Saturday, October 1, 2016

Thursday, September 29, 2016

Les Bibliophiles, Autumn Day in Paris
Christopher Nevinson (1889-1946)

Coffee Days

Hooray! And the best part is Saturday is International Coffee Day.
Never a dull moment.

Tuesday, September 27, 2016

Another Reading List

I don't know if I posted this already, but here is a short reading list that's definitely worth a look.

Home Library, 1910
image source

Stone, wood, lovely little rugs, and an open crosshatch window.
Cigar and glass of scotch, anyone?

Monday, September 26, 2016

Baking Notes

Ugh. After months of hot summertime temperatures goading my sourdough microbes into extraordinary eruptions of feasting, flatulence and procreation, they have now decided that they would rather nap in the cool evenings than give lift to my carefully constructed bread dough.

To wit:

Night Before ^

Next Morning ^

See what I mean? That dough didn't rise overnight, it relaxed. I had to scoop out each floppy mass onto the counter and tighten it up again with a bit of folding, not kneading, but just folding it up on itself to wake it up. A bit of dough yoga, perhaps? The result was only so so as it was the cool temperature of the kitchen that was the real culprit. These divas precious babies needed somewhere warm, so I took them to the only source of heat presently available. 

 First on top, with an upside-down muffin tin so as not to scorch their little bottoms . . .

. . . and then proofing underneath to warm up their tops.

This nonsense went on for three hours until I figured enough was enough. Other than a slight puffing, neither the wheat nor the spelt looked particularly enthusiastic, and if I waited any longer I risked them collapsing when presented with the 450 degree oven that was awaiting them. 

So I'm not really sure if I shouldn't have given it a warming up the night before, or maybe added some more starter in the morning to give it a boost. They weren't exactly dormant, but they also weren't lively. Being in a cool environment is not the same as being in a fridge, apparently. Either way, these doughs should not look so lacklustre.

The end result?

The big holes in the wheat bread is the over-proofing, and the minimal splitting in the spelt loaf is probably the same reason. Not quite sandwich material. Croutons, anyone? 

Saturday, September 24, 2016

Weekend Reading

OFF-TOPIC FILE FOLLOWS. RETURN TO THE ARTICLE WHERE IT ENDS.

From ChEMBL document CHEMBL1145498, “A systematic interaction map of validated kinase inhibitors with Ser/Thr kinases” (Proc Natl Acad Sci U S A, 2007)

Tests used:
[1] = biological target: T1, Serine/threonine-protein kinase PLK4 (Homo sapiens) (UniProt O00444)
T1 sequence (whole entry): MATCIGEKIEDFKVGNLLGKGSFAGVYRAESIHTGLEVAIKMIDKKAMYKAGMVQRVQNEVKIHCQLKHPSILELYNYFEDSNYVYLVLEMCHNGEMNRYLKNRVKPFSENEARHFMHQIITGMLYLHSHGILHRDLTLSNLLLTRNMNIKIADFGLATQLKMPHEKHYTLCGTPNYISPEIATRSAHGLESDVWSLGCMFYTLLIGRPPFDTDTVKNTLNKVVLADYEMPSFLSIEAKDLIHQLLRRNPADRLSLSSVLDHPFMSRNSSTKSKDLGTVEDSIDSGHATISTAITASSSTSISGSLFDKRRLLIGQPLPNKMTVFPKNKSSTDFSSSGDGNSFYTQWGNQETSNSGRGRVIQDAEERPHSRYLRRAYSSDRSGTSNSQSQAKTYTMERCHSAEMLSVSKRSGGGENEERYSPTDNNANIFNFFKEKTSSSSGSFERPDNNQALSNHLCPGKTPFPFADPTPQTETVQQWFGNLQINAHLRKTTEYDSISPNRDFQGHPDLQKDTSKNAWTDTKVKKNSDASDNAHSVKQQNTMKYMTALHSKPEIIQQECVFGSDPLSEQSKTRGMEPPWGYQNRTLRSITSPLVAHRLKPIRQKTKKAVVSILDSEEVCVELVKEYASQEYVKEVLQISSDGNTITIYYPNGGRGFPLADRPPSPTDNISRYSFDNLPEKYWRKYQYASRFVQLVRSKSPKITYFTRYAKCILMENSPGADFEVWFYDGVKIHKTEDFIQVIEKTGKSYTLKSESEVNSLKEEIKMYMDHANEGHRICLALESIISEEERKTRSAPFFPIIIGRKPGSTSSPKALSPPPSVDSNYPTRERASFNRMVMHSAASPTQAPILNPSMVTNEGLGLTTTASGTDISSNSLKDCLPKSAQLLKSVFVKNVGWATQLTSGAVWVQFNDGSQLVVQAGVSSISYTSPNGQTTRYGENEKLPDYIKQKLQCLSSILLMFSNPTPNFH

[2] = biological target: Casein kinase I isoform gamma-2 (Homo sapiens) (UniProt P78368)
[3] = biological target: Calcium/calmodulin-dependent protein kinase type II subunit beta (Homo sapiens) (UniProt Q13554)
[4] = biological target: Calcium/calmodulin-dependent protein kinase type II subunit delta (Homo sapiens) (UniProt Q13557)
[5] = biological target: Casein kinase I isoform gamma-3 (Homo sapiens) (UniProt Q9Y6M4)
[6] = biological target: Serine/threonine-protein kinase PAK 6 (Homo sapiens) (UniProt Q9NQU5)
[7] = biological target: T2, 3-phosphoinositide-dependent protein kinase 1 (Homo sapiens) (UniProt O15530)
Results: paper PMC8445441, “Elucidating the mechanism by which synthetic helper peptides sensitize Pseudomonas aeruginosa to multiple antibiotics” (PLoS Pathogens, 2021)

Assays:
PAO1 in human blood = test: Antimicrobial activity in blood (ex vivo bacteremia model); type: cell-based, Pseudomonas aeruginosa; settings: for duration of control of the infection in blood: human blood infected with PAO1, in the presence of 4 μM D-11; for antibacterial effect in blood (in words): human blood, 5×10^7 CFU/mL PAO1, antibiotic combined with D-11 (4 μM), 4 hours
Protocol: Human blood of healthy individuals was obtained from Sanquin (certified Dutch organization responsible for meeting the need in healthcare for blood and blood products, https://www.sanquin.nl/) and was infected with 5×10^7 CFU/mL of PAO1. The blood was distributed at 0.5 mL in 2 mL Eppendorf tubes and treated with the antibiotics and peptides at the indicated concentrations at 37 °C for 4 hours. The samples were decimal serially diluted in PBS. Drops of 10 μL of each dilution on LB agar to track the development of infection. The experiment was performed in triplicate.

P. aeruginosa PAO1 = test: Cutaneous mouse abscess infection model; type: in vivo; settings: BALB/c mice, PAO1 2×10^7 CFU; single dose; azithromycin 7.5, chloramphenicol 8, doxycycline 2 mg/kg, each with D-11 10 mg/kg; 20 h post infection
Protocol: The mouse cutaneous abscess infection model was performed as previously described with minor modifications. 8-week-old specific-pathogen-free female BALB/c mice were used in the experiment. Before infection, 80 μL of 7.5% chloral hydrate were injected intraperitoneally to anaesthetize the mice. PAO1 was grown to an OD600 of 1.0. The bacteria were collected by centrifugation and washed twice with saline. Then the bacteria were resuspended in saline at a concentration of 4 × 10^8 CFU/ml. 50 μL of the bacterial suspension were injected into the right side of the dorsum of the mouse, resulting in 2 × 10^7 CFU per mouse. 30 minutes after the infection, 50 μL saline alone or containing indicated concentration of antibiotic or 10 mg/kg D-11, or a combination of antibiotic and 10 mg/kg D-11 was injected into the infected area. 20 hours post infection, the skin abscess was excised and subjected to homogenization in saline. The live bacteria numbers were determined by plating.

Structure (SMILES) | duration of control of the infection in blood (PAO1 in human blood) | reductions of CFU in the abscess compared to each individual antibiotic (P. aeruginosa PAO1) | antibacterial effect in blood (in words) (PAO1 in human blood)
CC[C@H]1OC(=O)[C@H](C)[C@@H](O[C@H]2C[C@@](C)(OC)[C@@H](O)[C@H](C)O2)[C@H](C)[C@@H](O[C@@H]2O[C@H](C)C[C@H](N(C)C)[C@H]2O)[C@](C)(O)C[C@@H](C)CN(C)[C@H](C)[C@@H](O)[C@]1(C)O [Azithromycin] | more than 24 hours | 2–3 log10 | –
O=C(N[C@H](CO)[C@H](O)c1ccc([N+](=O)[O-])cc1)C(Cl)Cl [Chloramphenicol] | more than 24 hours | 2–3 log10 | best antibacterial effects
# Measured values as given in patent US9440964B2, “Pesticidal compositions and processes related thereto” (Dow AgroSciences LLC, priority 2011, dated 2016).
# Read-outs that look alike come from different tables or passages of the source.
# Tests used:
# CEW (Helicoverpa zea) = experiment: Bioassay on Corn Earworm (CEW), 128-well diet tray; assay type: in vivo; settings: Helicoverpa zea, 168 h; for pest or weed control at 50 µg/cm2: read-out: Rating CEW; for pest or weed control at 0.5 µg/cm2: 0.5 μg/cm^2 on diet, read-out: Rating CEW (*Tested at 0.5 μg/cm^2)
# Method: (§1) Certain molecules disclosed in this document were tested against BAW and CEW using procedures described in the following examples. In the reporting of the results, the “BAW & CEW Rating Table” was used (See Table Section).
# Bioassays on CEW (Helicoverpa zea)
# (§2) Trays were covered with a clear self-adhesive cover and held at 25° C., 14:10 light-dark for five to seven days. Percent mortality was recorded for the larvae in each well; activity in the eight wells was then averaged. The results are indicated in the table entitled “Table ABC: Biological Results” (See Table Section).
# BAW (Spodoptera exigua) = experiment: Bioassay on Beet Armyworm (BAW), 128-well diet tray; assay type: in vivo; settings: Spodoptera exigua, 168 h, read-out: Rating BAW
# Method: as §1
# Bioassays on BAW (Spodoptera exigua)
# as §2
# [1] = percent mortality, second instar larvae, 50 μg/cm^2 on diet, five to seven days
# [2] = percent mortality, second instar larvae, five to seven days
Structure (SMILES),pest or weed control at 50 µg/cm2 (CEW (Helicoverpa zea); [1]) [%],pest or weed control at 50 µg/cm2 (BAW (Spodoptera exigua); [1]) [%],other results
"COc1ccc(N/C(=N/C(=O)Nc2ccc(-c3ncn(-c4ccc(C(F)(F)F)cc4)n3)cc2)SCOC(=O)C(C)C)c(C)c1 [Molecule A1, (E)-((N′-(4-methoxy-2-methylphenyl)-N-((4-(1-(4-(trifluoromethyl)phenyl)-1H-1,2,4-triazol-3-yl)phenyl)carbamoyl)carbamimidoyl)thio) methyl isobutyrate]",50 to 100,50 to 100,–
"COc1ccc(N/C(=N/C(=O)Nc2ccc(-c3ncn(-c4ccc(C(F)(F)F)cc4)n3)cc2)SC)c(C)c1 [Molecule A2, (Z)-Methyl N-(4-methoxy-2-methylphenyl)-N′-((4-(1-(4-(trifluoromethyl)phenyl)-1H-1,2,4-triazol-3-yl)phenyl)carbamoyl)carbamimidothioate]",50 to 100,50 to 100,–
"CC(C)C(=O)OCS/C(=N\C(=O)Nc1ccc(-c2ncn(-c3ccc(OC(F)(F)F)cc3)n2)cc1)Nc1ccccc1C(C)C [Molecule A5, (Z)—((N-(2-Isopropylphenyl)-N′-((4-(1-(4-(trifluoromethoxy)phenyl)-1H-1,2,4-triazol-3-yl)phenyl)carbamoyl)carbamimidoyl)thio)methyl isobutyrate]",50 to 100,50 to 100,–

For those who love reading lists, here is a pretty good array of titles. You can ignore the "manly" theme as these books are good for every thinking human being regardless of their chromosome configuration. The rest of the website, though, is humorous and worth a look too.

Wednesday, September 21, 2016

Baking Notes

Great success! Instead of going through the multi-step sponge method, I went back to starting my sourdough the night before by mixing all the ingredients in one go, kneading, and then letting it rise overnight. In the morning I have a pillowy dough ready for shaping and proofing. I don't know what the science is behind this but I get a more open crumb (left, whole wheat) this way which makes for a great morning toast with jam or lunchtime sammy with turkey, tomato and lettuce. The bread on the right is spelt bread for which I used a very coarse stone ground flour giving it the expected dense crumb, which is great for making a European style open-faced sandwich with butter, cheese and ham. This loaf could have probably been slightly more open had I not kneaded it so much before letting it rise. But alas, sometimes I just cannot help myself when it comes to kneading. It is so therapeutic in so many ways.

Speaking of therapy, I am taking an online grammar refresher course because writing is something I love to do, but grammar is something of which I am not always sure. (Boom! prepositional phrase with an old-school ending)

Tuesday, September 20, 2016

Reading Notes

Not sure where I'm going with any of these: some of them were given to me, and one is from my own bookshelf. Being Mortal is so far winning my attention right now. It's an eye opening read for anyone facing old age either for themselves or through a parent or other loved one. What am I saying? EVERYONE will be confronted with this at some point in their lives. It's quite an important subject in a well written book by world renowned physician and author. He knows of what he speaks.

Alaska is an epically fun weekend read. The fictional story behind it is kind of dated and cheesy, but the rest is packed full of history and geology and other stuff that makes your brain expand with all the knowledge.

The Illegal is one I've not yet picked up but looks like a ripped-from-the-headlines good read.